The city of Brussels is marking the 75th anniversary of its liberation from German occupation.
On display - historic military vehicles traveling through Belgium along the same route used in 1944.
Allied tanks arrived in Brussels on the evening of September the third 1944 after having crossed the French-Belgian border just 24 hours before.
The city had no strategic importance, but was on the main route to Antwerp, a mayor military prize.
Yet freeing Brussels was symbolic.
"The Belgian government had trained a Belgian infantry brigade in England which participated in the liberation of Brussels. The day after arriving in Brussels, they had a big victory parade, and it was really import ant for the Belgian civilians to see that their own countrymen contributed to the allied war effort and even in liberating their own country," remarks Wannes Devos, War Heritage Institute, Brussels.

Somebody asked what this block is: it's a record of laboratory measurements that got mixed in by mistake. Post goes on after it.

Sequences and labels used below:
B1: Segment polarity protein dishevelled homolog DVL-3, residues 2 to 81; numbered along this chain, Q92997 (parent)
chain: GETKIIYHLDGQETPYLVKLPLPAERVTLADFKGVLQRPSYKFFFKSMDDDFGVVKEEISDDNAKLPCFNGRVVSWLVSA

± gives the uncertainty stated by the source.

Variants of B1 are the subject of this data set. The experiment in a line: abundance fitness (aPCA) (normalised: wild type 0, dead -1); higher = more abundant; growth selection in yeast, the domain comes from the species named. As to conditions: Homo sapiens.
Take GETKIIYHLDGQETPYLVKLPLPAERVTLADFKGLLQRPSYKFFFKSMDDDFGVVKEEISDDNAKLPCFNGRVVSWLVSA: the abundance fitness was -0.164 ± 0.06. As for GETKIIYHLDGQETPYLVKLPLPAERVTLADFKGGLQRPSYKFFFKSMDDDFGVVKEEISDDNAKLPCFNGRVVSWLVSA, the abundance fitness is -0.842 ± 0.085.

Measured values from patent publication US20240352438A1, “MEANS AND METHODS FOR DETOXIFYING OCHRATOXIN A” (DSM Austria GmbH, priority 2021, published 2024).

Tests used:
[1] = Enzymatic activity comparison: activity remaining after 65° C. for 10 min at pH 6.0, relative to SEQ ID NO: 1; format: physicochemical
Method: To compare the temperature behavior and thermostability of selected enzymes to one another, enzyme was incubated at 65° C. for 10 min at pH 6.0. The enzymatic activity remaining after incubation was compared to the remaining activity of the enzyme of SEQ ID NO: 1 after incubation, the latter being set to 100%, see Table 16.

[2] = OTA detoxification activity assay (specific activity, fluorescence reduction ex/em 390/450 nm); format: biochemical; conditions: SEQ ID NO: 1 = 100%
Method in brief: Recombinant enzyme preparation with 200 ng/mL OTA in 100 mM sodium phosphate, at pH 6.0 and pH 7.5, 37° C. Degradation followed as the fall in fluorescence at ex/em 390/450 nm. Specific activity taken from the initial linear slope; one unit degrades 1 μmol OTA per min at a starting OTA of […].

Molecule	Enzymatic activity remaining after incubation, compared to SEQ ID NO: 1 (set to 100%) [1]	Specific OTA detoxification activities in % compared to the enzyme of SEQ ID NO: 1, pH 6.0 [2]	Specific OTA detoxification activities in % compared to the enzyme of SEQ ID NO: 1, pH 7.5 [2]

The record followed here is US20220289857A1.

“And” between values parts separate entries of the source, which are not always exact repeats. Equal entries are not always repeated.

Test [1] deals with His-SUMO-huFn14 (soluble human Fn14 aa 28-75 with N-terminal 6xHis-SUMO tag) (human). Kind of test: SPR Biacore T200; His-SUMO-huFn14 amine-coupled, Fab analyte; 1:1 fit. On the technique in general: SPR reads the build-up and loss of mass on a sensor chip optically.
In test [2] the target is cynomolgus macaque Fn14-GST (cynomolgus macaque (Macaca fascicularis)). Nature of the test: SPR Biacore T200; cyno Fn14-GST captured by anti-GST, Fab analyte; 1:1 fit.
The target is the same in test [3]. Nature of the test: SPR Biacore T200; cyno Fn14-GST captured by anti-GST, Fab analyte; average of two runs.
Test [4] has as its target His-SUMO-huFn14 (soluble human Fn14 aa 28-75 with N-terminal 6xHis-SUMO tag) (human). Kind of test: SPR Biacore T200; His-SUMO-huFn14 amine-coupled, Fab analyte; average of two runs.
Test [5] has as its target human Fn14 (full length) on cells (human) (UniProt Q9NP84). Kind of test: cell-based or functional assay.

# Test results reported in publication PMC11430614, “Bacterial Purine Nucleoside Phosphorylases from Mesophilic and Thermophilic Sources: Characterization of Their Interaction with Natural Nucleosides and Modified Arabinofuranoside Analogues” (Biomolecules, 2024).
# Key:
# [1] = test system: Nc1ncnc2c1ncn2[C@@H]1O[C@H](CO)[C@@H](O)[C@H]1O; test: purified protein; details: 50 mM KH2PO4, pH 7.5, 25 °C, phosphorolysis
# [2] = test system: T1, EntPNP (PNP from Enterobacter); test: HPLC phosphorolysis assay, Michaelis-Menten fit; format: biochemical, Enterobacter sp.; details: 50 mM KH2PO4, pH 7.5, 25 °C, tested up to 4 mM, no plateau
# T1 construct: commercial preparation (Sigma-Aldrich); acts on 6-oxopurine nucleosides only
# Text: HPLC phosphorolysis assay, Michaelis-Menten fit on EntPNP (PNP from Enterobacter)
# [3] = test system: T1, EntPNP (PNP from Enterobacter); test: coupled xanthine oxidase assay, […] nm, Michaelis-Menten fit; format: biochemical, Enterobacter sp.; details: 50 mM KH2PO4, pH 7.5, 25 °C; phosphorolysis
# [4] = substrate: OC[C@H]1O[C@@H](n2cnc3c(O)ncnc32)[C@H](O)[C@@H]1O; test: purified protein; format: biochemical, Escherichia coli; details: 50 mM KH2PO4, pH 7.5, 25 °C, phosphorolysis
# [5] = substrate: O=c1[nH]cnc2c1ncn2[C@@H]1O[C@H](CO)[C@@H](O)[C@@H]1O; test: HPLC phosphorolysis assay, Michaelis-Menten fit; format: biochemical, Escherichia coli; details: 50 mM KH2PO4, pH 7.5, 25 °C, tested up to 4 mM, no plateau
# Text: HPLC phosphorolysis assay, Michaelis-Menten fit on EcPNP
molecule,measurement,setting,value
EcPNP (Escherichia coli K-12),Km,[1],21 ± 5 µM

The liberation of Brussels took only a few hours and saw only a little combat, the German troops were already on the run.
"After the Second World War, I think it was really important to see that live goes on, life had to be renewed, so relations were again made with the German people. At the beginning, they were still seen as enemies, but after a severe de-nazification (in Germany), I think, most of the Belgian people were quite satisfied with the result," explains Devos.
Brussels had survived four years of Nazi occupation. For many children, charred tanks became their playground. But the war wasn't over a harsh winter and the Battle of the Bulge in the Ardennes lay ahead.